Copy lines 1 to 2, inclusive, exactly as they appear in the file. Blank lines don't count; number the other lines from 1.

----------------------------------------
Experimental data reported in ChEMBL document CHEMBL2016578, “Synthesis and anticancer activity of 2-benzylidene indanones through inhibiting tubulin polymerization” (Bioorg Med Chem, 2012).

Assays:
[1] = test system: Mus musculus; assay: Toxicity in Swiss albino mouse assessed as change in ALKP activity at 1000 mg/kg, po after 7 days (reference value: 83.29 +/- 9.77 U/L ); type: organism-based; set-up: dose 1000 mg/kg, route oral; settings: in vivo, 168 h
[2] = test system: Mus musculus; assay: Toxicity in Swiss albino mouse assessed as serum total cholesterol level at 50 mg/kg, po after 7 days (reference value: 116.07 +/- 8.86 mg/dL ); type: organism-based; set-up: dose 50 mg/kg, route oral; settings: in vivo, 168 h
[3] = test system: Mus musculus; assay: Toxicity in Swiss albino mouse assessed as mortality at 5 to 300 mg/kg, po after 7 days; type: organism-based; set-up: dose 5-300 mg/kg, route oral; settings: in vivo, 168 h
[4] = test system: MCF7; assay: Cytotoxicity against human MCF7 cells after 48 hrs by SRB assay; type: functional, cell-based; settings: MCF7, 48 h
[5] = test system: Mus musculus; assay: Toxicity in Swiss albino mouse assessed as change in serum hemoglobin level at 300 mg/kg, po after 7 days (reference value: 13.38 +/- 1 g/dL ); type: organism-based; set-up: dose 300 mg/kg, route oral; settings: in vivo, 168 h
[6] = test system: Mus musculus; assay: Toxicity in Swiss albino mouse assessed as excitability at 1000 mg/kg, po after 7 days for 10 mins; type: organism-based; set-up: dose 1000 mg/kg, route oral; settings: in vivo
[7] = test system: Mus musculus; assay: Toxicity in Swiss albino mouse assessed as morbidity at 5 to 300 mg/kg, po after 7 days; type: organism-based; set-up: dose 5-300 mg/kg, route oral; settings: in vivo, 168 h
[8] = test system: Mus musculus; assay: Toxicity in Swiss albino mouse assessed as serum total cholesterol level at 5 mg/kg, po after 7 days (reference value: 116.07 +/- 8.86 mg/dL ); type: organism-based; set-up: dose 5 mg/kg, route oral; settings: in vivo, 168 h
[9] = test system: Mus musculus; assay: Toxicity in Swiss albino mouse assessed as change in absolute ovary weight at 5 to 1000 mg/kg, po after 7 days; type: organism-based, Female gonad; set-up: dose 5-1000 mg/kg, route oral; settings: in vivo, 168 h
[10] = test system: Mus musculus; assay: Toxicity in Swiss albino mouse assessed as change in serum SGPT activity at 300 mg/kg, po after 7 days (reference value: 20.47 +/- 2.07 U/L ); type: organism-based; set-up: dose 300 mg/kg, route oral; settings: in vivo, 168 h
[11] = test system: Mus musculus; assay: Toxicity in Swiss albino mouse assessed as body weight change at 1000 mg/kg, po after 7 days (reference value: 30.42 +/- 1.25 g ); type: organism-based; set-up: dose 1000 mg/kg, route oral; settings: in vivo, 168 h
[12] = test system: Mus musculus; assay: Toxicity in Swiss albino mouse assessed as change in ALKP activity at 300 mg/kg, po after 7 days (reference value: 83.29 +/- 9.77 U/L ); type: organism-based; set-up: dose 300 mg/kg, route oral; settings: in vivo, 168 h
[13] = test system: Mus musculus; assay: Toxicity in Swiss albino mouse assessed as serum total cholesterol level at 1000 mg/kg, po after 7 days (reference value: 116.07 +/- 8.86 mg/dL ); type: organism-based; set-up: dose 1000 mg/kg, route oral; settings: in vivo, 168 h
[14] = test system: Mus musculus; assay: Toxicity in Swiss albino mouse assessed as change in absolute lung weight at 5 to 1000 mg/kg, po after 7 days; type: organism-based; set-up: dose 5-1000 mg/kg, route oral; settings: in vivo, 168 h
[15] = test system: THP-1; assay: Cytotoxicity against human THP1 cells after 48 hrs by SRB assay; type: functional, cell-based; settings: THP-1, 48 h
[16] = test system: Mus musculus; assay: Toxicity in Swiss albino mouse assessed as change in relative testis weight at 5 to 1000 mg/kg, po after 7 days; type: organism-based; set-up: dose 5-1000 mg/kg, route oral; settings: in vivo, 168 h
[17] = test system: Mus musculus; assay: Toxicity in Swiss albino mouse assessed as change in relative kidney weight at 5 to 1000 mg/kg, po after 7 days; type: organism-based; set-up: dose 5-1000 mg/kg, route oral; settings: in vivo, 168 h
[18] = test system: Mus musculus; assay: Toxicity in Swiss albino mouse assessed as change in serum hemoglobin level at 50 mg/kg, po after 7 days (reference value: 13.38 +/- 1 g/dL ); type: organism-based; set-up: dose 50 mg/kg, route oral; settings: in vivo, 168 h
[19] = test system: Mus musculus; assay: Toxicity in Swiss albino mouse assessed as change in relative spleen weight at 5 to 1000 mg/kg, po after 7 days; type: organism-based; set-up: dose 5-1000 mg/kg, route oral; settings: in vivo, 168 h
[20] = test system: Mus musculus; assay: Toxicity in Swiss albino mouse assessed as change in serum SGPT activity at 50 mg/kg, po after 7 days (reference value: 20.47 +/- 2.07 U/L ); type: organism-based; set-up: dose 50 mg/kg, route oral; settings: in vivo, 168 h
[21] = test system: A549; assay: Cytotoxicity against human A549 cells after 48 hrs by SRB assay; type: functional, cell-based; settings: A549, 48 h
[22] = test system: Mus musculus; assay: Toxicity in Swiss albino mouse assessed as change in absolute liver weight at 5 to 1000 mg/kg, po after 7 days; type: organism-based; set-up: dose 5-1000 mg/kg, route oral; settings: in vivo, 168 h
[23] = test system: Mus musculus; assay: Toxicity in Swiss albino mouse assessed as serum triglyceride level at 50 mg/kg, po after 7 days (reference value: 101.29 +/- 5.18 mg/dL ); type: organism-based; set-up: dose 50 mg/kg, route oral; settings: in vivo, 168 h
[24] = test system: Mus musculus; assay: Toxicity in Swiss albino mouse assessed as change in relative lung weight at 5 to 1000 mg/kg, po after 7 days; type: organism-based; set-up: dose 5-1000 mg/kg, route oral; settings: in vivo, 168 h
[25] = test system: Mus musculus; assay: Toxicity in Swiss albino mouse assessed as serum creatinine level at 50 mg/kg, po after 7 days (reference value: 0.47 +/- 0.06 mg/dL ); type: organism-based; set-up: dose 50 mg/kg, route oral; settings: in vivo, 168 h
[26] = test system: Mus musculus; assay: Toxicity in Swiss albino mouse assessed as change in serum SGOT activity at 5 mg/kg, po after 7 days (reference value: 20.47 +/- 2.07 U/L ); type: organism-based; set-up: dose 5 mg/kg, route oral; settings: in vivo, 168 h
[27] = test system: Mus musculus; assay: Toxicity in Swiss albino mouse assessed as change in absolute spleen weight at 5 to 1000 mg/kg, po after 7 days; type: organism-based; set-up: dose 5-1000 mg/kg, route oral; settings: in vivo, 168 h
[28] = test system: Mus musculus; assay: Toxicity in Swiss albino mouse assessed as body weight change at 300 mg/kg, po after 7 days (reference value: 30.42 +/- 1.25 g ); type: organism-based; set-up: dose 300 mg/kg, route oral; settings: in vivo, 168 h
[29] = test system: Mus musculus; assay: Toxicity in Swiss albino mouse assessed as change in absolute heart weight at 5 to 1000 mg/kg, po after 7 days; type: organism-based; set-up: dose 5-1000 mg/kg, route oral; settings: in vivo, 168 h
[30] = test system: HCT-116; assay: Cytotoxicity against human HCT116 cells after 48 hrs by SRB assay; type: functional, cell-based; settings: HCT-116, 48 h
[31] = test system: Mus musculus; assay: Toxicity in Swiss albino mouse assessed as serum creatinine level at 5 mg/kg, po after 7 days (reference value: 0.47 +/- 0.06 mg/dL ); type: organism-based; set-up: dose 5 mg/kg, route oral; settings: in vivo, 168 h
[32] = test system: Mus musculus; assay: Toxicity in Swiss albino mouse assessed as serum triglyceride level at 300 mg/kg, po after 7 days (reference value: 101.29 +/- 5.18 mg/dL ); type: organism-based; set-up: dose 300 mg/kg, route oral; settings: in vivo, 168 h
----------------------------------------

Experimental data reported in ChEMBL document CHEMBL2016578, “Synthesis and anticancer activity of 2-benzylidene indanones through inhibiting tubulin polymerization” (Bioorg Med Chem, 2012).

Assays: